Brewster Kahle, founder of the Internet Archive, serves as another brilliant source of inspiration. In the 1980s, he studied artificial intelligence with Marvin Minsky and helped grow the supercomputer firm, Thinking Machines. Then, in 1992, with the open source releases of WAIS, Kahle included an article on the “Ethics of Digital Librarianship,” in which he wrote:

As digital librarian, you should serve and protect each patron as if she were your only employer. As more of us become involved in serving information electronically … [we] must become conscious of our ethical responsibilities … being a good digital librarian is a concrete way to create a future we all want to live in [].

His belief that values must accompany value is evident in the mission of the Internet Archive, which is to build a digital library that provides universal access to human knowledge:

Libraries exist to preserve society’s cultural artifacts and to provide access to them … without cultural artifacts, civilization has no memory and no mechanism to learn from its successes and failures … [we are] working to prevent the Internet … and other born-digital materials from disappearing into the past [].

Libraries and the Internet serve similar functions. More importantly, they represent shared values. Privacy, intellectual freedom, free expression, free and equal access to ideas and information, resistance to censorship—these principles, these unalienable rights and self-evident truths, are held in common by librarians and hackers, from the most revered universities to the most irreverent activists of social software and open source. It’s my sincere hope that we will carry these shared values into the emerging realm of mobile, wireless, invisible, ubiquitous computing.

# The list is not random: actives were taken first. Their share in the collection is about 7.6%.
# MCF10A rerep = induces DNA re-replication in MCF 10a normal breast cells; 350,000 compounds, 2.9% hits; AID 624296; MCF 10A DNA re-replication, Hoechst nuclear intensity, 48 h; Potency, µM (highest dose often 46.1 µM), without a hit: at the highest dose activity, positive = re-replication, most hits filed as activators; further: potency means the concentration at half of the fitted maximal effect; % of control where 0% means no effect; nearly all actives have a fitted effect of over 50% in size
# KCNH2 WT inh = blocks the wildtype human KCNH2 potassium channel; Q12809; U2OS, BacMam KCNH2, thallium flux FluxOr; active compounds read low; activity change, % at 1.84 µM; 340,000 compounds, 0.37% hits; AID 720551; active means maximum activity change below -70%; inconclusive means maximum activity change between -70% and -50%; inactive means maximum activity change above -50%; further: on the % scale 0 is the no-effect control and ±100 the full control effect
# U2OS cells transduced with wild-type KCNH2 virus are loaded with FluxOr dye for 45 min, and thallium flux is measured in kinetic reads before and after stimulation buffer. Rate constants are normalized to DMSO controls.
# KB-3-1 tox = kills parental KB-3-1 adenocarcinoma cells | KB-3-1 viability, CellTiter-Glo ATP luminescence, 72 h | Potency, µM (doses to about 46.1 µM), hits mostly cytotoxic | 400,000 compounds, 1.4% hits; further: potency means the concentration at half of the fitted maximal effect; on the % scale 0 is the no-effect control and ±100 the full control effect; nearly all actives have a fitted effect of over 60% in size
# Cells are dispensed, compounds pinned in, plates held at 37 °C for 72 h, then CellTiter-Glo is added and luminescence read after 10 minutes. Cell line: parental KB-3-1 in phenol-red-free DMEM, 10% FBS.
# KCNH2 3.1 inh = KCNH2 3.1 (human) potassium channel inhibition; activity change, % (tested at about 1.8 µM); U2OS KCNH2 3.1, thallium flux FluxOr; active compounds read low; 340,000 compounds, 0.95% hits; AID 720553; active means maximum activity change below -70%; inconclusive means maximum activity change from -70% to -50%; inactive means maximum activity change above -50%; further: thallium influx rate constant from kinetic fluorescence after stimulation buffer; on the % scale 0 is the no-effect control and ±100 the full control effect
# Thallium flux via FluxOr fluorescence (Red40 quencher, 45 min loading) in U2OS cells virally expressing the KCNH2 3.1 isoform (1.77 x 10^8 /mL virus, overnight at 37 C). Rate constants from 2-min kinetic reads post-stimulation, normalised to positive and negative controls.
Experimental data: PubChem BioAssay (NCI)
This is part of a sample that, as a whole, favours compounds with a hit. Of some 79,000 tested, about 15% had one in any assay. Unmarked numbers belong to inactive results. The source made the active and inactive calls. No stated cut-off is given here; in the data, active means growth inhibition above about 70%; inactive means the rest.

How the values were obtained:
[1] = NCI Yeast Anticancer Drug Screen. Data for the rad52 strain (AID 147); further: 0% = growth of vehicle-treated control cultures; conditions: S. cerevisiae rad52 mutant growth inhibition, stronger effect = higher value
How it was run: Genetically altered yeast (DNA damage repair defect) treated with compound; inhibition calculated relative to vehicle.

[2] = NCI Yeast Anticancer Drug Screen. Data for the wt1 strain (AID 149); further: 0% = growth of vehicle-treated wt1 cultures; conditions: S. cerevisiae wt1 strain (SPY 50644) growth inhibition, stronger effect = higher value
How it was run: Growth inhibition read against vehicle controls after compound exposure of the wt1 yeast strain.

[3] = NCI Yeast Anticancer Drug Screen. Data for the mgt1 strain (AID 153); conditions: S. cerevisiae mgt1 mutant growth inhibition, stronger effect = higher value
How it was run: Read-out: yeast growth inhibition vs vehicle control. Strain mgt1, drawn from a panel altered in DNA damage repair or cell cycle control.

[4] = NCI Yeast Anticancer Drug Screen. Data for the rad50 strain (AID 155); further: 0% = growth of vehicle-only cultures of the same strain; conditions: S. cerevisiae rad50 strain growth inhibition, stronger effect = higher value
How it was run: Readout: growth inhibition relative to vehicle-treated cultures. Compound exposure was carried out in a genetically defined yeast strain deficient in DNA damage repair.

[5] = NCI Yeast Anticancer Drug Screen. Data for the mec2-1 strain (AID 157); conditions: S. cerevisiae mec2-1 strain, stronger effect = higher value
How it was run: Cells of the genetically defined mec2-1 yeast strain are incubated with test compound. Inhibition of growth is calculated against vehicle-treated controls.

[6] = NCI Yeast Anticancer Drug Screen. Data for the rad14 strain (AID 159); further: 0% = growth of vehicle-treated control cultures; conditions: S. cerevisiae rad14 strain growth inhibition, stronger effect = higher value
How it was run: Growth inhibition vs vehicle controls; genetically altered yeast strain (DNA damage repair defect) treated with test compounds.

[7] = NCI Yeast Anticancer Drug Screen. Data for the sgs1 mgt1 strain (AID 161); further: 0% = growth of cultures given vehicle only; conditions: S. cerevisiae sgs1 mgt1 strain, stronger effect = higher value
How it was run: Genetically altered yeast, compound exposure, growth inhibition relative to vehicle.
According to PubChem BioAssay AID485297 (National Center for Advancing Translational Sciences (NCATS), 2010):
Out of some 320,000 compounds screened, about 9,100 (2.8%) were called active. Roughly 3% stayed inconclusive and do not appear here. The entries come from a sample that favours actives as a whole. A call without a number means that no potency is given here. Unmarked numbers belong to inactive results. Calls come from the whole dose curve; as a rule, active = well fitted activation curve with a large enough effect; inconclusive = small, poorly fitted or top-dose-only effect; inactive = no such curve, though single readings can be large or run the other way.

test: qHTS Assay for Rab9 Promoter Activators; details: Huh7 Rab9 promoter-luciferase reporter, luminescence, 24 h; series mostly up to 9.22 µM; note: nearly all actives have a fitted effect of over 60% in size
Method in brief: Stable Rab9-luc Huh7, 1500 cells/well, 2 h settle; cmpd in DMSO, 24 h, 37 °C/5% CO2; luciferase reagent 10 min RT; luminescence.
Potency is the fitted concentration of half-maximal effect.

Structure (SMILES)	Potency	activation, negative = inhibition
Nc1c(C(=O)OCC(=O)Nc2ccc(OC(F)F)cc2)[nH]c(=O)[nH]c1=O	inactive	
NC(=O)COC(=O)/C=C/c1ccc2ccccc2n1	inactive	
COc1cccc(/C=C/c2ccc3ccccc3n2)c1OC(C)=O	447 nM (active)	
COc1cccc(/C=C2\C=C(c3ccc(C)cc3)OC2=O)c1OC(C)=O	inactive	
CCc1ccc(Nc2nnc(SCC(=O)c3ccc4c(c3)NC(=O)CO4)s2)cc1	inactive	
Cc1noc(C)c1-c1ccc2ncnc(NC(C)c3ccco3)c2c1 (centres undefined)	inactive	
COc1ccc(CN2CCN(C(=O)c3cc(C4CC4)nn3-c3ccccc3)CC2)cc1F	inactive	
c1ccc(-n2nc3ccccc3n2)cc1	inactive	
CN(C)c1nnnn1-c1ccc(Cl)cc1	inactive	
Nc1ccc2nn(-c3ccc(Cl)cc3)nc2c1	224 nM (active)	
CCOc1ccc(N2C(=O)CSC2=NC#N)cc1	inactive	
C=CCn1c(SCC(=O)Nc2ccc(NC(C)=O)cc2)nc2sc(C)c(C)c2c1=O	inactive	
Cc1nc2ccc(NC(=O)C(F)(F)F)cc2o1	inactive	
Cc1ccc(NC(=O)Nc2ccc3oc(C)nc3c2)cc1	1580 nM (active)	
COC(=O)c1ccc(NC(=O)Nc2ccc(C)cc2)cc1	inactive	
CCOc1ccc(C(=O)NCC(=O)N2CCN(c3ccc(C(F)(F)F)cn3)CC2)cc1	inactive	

To return to the question posed at the beginning of this article, is a Delicious Library really a library? Before answering this tricky question, remember that the free public library was once only a twinkle in the eye of a rebel named Benjamin Franklin. Fifty years before co-authoring and signing the Declaration of Independence, young Benjamin created “social libraries” to promote the free sharing of books and the pursuit of knowledge through study and vigorous debate, according to Michael H. Harris (History of Libraries in the Western World, Scarecrow Press, 1995, pp. 183–184). Today’s Internet and tomorrow’s Delicious Libraries represent novel opportunities to advance that vision. While it remains vital to preserve and promote those cathedrals of knowledge we call libraries, it’s equally important to spread the values of librarianship to the four corners of cyberspace. In this way, librarians can play a key role in shaping the delicious future of ambient findability.